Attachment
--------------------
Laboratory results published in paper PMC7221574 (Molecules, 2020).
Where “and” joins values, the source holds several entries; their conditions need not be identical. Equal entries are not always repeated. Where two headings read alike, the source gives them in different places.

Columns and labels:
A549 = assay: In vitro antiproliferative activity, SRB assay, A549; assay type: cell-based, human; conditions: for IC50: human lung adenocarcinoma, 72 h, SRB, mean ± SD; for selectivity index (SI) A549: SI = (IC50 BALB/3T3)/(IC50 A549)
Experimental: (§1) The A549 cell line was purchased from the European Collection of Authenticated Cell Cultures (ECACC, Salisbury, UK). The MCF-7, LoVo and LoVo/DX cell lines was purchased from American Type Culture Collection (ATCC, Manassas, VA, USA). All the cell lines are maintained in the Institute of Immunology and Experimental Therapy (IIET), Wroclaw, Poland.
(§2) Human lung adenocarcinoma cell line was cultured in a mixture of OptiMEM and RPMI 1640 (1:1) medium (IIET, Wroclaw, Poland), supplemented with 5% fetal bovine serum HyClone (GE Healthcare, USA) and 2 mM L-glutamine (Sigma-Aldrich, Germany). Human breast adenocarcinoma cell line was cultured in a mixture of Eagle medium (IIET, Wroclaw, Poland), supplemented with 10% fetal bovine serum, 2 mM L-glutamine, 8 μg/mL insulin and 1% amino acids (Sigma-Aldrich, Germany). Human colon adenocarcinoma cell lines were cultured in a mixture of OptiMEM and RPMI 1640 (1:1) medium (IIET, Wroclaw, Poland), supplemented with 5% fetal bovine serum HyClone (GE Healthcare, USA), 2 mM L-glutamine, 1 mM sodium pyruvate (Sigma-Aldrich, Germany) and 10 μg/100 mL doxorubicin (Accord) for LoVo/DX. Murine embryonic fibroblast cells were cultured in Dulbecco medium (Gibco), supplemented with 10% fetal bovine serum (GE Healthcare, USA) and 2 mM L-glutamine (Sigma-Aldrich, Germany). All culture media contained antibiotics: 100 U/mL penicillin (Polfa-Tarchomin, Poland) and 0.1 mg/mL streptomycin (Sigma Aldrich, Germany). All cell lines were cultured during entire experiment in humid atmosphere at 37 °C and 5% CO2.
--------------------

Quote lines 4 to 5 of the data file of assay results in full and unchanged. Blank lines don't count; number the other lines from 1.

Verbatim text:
A549 = assay: In vitro antiproliferative activity, SRB assay, A549; assay type: cell-based, human; conditions: for IC50: human lung adenocarcinoma, 72 h, SRB, mean ± SD; for selectivity index (SI) A549: SI = (IC50 BALB/3T3)/(IC50 A549)
Experimental: (§1) The A549 cell line was purchased from the European Collection of Authenticated Cell Cultures (ECACC, Salisbury, UK). The MCF-7, LoVo and LoVo/DX cell lines was purchased from American Type Culture Collection (ATCC, Manassas, VA, USA). All the cell lines are maintained in the Institute of Immunology and Experimental Therapy (IIET), Wroclaw, Poland.